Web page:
Oprah Hopes Her Midas Touch Gilds Her OWN Series, 'Belief'
Oprah Winfrey lifts the popularity of almost anything she embraces. On Monday, Weight Watchers announced that the billionaire media mogul would be giving it her midas touch by acquiring a 10 percent stake in the diet company.
Winfrey will join the board and will lend her name and image to Weight Watchers marketing. Shares of the company more than doubled by the end of the day.
It's the latest addition to an Oprah empire that includes publishing, movie production, philanthropy and a struggling cable network.
But one thing she won't be gilding with her name — at least not yet — is a candidate in the 2016 presidential campaign. Winfrey famously campaigned for Barack Obama in 2008 and helped lift him above his rival for the Democratic nomination, Hillary Clinton.
This year, she tells NPR's Michele Norris, she has no plans to make an endorsement.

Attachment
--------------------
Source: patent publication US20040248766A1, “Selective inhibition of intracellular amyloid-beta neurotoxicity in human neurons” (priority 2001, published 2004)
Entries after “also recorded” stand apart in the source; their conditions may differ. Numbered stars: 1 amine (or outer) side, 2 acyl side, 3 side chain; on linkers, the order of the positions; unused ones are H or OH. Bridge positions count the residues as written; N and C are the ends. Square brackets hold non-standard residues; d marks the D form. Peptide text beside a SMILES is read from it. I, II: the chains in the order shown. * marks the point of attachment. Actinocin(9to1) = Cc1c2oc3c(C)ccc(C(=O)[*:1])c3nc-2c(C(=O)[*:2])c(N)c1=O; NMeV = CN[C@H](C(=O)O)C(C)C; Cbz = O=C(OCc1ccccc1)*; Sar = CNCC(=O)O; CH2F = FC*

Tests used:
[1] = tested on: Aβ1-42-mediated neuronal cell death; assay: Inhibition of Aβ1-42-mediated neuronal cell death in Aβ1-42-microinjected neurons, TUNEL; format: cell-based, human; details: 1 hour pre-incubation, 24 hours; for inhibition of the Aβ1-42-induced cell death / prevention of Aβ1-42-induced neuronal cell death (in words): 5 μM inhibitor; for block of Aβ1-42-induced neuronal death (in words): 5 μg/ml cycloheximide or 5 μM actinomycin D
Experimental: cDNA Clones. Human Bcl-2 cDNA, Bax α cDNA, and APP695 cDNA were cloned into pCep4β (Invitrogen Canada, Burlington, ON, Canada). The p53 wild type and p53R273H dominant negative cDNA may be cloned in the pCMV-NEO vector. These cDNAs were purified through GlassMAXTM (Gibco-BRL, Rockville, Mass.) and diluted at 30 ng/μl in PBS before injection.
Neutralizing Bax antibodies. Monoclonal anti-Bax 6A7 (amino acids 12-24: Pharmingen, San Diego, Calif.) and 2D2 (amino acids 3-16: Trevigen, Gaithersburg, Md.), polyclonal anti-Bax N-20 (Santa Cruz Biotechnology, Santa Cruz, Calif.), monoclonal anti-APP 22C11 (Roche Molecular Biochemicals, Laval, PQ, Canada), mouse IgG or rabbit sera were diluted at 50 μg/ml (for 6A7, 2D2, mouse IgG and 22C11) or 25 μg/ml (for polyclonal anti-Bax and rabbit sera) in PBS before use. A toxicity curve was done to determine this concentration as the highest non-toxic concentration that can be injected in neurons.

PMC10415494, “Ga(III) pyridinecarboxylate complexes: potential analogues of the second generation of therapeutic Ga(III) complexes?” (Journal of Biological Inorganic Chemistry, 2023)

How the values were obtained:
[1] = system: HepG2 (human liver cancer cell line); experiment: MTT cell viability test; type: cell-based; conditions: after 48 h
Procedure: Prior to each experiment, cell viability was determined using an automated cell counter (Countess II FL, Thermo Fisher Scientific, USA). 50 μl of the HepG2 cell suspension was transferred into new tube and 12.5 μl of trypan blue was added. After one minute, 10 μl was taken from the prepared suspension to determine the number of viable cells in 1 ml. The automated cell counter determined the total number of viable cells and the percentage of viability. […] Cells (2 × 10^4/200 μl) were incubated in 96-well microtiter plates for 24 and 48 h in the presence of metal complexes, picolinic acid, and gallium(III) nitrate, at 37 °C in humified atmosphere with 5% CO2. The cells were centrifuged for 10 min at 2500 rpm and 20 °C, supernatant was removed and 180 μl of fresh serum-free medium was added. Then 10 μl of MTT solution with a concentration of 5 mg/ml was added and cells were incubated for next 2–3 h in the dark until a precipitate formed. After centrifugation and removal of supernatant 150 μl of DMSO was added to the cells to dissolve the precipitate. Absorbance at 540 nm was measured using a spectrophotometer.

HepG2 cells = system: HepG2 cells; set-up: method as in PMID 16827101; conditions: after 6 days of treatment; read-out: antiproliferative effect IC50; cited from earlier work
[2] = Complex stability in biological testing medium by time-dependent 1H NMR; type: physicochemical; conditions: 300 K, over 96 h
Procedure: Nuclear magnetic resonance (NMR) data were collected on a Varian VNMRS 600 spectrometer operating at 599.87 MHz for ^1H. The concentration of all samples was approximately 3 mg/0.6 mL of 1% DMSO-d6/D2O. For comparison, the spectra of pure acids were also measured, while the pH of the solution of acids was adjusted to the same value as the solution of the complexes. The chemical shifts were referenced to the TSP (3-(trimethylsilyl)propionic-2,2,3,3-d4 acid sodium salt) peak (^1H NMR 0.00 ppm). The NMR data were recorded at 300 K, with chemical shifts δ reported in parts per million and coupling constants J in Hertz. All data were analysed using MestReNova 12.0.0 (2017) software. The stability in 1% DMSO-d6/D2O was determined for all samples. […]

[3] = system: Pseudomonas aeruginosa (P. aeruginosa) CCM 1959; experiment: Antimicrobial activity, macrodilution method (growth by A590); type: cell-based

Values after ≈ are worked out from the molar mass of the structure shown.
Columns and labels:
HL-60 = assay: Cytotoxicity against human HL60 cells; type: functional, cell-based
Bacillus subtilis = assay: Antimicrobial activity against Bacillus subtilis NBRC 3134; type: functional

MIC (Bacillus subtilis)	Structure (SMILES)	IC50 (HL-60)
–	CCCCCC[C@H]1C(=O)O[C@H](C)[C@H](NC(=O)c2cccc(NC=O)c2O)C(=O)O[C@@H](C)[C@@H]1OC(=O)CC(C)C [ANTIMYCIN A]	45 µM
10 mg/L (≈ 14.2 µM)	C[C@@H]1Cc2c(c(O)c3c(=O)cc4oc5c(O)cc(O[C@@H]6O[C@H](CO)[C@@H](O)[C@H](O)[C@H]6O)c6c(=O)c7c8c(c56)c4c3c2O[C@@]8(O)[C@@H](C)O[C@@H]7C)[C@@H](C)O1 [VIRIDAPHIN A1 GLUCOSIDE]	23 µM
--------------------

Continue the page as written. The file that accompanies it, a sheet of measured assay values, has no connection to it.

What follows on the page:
"I do not see a role for myself in this election cycle," she says.
Her Midas touch, however, has not quite worked for the Oprah Winfrey Network, otherwise known as OWN. This week Winfrey's network is taking a gamble with Belief, a seven-part series that explores religious traditions around the world.
This week Winfrey introduces Belief, a seven-part series Winfrey's OWN network. Billed as a landmark television event, The series is a sprawling examination of religious practices around the world. Each episode spotlights individuals who turn to or in some cases struggle with their faith when going through tough times.
Winfrey's network has been going through tough times as it struggles to find a broader audience.
"I assumed that the audience from the Oprah show would just automatically come to OWN, when in fact, most of them didn't even have the channel, or have the cable package, or understood what that meant," Winfrey says.
She hopes to change that with the Belief series.
On not making an endorsement in the upcoming presidential election
I do not see a role for myself in this election cycle. I've just decided to stay out of politics for now, and watch and see what happens. I'm being highly entertained, I can say that! People call me all the time, but I'm not planning on making any endorsements.
On making the deal with Weight Watchers